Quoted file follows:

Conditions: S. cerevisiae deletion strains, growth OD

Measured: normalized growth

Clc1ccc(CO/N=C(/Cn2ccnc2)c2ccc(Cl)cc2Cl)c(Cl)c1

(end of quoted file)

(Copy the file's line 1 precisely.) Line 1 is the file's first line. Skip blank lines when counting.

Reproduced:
Conditions: S. cerevisiae deletion strains, growth OD